However, the American College Health Association advises colleges not to replace robust testing with wastewater monitoring, in part because it can’t gauge how many people are infected.
Syracuse University, in New York, also monitored residence halls’ wastewater during the fall term, requiring all students in a building to be tested if the virus was detected, David Larsen, a public health professor, said during a virtual conference earlier this month hosted by U of Denver.
The private research university, which enrolls around 22,000 students, paired this strategy with contact tracing and pooled screening of 12 coronavirus tests at a time, Larsen added. The Centers for Disease Control and Prevention in November suggested this type of testing as one way colleges can save resources while still quickly completing coronavirus tests.
However, it only works if infection rates are low, AAMC’s Pierce said. “Otherwise, every pool is positive, and you’re just doing an extra test.”
Higher positivity rates could heighten the need for individual testing on campuses this spring. Coronavirus cases are surging throughout the U.S., with some hospitals treating dangerously high numbers of patients in their intensive care units.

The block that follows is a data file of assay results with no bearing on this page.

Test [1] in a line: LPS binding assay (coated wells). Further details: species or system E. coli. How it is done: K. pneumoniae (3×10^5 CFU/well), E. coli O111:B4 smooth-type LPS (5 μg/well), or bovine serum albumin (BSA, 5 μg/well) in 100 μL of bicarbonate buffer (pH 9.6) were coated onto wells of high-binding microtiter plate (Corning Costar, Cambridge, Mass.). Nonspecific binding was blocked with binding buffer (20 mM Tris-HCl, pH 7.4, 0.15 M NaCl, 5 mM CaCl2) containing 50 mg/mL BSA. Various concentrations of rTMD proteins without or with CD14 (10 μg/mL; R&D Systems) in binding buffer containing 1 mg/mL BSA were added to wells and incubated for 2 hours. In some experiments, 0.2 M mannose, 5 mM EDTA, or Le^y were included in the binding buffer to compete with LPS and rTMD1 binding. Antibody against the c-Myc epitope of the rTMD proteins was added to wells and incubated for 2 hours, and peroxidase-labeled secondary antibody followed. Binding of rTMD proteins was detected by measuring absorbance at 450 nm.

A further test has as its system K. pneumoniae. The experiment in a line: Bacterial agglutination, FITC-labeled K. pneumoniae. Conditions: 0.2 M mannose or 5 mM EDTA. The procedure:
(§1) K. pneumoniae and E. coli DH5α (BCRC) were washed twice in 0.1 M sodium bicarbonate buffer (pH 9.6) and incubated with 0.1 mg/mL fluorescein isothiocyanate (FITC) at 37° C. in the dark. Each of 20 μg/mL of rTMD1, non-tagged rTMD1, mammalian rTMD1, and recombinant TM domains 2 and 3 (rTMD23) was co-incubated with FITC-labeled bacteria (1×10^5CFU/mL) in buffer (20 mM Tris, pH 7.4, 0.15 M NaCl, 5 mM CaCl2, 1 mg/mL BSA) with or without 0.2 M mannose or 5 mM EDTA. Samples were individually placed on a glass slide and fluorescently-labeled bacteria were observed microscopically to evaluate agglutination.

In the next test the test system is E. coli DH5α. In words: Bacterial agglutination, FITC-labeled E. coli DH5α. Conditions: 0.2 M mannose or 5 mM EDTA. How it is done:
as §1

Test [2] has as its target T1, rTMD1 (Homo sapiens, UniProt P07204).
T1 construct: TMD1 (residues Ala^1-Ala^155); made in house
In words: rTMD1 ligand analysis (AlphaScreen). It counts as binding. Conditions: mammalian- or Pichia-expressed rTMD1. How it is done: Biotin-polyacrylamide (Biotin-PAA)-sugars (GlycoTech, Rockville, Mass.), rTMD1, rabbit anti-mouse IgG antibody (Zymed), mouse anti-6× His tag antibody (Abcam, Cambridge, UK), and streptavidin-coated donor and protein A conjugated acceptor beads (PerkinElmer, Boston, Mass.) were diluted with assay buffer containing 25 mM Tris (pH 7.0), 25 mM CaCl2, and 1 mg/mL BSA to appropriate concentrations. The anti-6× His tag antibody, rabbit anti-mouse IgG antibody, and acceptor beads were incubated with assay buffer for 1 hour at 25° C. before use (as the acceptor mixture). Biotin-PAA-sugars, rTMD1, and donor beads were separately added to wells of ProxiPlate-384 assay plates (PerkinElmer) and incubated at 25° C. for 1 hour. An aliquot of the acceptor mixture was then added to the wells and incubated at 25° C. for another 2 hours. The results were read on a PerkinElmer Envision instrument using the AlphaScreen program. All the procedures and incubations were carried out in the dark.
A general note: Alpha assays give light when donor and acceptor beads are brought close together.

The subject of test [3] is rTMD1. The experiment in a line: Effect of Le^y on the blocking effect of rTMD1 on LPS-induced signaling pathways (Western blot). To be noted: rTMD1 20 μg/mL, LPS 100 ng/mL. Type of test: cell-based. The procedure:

U of Denver is one of many institutions ramping up their testing efforts for the spring quarter in response. Students in campus housing will be tested twice weekly, while other undergraduates will be tested only once per week, Lengsfeld said. Graduate students and faculty members will be screened less often.
The university is increasing the number of coronavirus tests it is administering during its winter quarter as compared to the fall, with total winter testing expected to cost around $5 million. But the university’s plans could change depending on how COVID-19 rates fluctuate during the spring.
“Everybody hopes the virus will be a little less prolific,” Lengsfeld said. “We might be able to back off a little bit.”